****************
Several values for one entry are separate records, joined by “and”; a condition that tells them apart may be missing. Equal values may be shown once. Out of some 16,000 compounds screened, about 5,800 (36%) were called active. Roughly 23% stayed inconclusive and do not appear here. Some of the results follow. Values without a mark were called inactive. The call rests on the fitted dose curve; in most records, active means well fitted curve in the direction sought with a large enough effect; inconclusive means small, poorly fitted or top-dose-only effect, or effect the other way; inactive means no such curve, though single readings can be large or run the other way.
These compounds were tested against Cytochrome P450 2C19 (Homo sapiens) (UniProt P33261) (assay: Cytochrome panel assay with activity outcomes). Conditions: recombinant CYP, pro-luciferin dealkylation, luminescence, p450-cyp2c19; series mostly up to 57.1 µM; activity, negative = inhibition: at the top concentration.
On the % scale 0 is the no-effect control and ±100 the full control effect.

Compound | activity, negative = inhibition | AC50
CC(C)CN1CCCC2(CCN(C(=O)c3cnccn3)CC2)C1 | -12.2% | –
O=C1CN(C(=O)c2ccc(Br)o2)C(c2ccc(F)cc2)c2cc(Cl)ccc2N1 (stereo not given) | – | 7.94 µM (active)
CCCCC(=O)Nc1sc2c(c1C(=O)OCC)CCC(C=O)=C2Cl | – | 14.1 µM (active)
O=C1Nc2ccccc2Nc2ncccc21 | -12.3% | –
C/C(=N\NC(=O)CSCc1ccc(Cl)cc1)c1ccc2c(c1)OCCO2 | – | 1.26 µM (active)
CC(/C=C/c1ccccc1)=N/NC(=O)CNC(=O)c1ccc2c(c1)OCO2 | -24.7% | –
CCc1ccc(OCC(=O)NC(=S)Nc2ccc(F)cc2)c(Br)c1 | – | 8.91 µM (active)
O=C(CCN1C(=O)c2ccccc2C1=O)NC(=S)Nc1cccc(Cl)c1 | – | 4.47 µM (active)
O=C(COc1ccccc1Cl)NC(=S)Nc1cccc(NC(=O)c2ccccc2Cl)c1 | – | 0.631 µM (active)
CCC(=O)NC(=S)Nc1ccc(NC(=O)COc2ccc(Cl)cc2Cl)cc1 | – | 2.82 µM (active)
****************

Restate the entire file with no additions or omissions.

Several values for one entry are separate records, joined by “and”; a condition that tells them apart may be missing. Equal values may be shown once. Out of some 16,000 compounds screened, about 5,800 (36%) were called active. Roughly 23% stayed inconclusive and do not appear here. Some of the results follow. Values without a mark were called inactive. The call rests on the fitted dose curve; in most records, active means well fitted curve in the direction sought with a large enough effect; inconclusive means small, poorly fitted or top-dose-only effect, or effect the other way; inactive means no such curve, though single readings can be large or run the other way.
These compounds were tested against Cytochrome P450 2C19 (Homo sapiens) (UniProt P33261) (assay: Cytochrome panel assay with activity outcomes). Conditions: recombinant CYP, pro-luciferin dealkylation, luminescence, p450-cyp2c19; series mostly up to 57.1 µM; activity, negative = inhibition: at the top concentration.
On the % scale 0 is the no-effect control and ±100 the full control effect.

Compound | activity, negative = inhibition | AC50
CC(C)CN1CCCC2(CCN(C(=O)c3cnccn3)CC2)C1 | -12.2% | –
O=C1CN(C(=O)c2ccc(Br)o2)C(c2ccc(F)cc2)c2cc(Cl)ccc2N1 (stereo not given) | – | 7.94 µM (active)
CCCCC(=O)Nc1sc2c(c1C(=O)OCC)CCC(C=O)=C2Cl | – | 14.1 µM (active)
O=C1Nc2ccccc2Nc2ncccc21 | -12.3% | –
C/C(=N\NC(=O)CSCc1ccc(Cl)cc1)c1ccc2c(c1)OCCO2 | – | 1.26 µM (active)
CC(/C=C/c1ccccc1)=N/NC(=O)CNC(=O)c1ccc2c(c1)OCO2 | -24.7% | –
CCc1ccc(OCC(=O)NC(=S)Nc2ccc(F)cc2)c(Br)c1 | – | 8.91 µM (active)
O=C(CCN1C(=O)c2ccccc2C1=O)NC(=S)Nc1cccc(Cl)c1 | – | 4.47 µM (active)
O=C(COc1ccccc1Cl)NC(=S)Nc1cccc(NC(=O)c2ccccc2Cl)c1 | – | 0.631 µM (active)
CCC(=O)NC(=S)Nc1ccc(NC(=O)COc2ccc(Cl)cc2Cl)cc1 | – | 2.82 µM (active)